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Minority Science Interns Communicate Science for a Broad Audience
Two young writers are getting a taste of what it's like to work in a science newsroom and communicate science to the public as part of the 2007 AAAS Minority Science Writers Internship program.
For the past month, Veronica Raymond, who will be a junior this fall at the Florida Agricultural and Mechanical University (FAMU), and Marissa Cevallos, who will be a junior at the California Institute of Technology (Caltech), have been in the news department of the journal Science working with award-winning science journalists and filing stories for ScienceNOW, the daily online news service of Science.
But while they are majoring in different subjects on campuses 2,700 miles apart, both young writers came to Science's headquarters in Washington, D.C., to help communicate science to a broader audience.
"I was really excited about the science writing internship because it is like working as a translator," said Raymond, who has written for The Famuan, the student newspaper at FAMU. "I like breaking things down so other people can understand them—whether it is my dad or a reader I will never meet."
Raymond, an African American and journalism major, recently wrote an article for ScienceNOW about a common gene variant that scientists believe may slightly increase one's risk of colon cancer. Interviewing scientists from three different studies, Raymond wrote that the gene variant is found in a region of a chromosome that has been previously linked to prostate and breast cancer.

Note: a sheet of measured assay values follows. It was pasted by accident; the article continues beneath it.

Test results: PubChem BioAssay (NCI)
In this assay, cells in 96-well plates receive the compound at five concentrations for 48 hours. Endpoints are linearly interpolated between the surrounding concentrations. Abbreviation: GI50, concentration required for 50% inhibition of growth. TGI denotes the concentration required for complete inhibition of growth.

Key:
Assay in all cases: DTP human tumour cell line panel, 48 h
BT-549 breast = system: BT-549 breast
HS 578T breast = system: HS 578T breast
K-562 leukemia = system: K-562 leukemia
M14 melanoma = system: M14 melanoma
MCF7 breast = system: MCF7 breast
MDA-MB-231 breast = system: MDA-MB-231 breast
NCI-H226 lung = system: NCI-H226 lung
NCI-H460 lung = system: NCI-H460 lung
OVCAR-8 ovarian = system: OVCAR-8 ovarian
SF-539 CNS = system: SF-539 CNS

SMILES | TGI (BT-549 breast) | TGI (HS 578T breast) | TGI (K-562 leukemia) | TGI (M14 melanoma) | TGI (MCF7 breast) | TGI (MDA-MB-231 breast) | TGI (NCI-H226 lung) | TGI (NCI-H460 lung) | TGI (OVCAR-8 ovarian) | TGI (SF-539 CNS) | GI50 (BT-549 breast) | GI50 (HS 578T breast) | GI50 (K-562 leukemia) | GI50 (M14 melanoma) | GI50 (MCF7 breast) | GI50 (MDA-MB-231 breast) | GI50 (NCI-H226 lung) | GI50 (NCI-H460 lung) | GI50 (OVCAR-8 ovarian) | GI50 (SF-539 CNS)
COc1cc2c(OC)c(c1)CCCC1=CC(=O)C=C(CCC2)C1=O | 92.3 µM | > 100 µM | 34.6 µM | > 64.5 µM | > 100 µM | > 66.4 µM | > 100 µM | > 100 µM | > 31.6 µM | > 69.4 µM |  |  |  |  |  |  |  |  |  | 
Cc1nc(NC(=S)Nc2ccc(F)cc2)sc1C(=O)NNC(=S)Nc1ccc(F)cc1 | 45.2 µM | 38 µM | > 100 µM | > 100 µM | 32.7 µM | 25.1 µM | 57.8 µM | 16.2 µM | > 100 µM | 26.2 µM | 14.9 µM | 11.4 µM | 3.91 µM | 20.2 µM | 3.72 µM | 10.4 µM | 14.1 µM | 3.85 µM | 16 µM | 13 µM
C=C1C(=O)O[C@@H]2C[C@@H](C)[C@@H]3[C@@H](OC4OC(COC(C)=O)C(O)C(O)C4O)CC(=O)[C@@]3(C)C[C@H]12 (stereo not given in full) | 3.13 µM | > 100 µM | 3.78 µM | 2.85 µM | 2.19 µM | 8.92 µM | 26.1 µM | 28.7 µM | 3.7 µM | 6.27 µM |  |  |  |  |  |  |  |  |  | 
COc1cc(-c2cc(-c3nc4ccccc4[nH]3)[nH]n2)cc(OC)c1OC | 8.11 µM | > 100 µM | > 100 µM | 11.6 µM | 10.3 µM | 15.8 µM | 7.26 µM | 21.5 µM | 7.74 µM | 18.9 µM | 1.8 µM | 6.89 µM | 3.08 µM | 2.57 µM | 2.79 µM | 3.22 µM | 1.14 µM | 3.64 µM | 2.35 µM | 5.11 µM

Before working in the news department of Science, Raymond had held two summer internships at the United States Department of Agriculture and taken several undergraduate science courses in the physical sciences and biology. But she never considered science writing until she happened upon a pamphlet that talked about the internship in her dean's office.
"I was really interested in science throughout high school and have always like writing, but I never thought about putting them together," said Raymond, 20, who grew up in Miami, Fla. "I am excited to be able to combine both of my passions into one activity, and in the process, help others learn about important issues."
When she returns to campus, Raymond looks forward to serving as a role model for underrepresented minorities in math and science, including African-Americans and women.
"At my school, there are not a lot of female science majors, and certainly not a lot of female science writers," Raymond said.
Cevallos, 20, a physics major of Ecuadoran descent, became editor-in-chief of The California Tech, the student newspaper of Caltech, in February 2007.
Although she constantly surrounded by math and science on campus, Cevallos said that there is a lot to write about outside of academics.
"The skills necessary to explain science to the general public are very valuable because they can be applied to almost any other topic," said Cevallos, who has also written articles about cancer research, the Caltech women's water polo, and a mysterious green liquid leak from a Caltech party that attracted a HAZMAT team.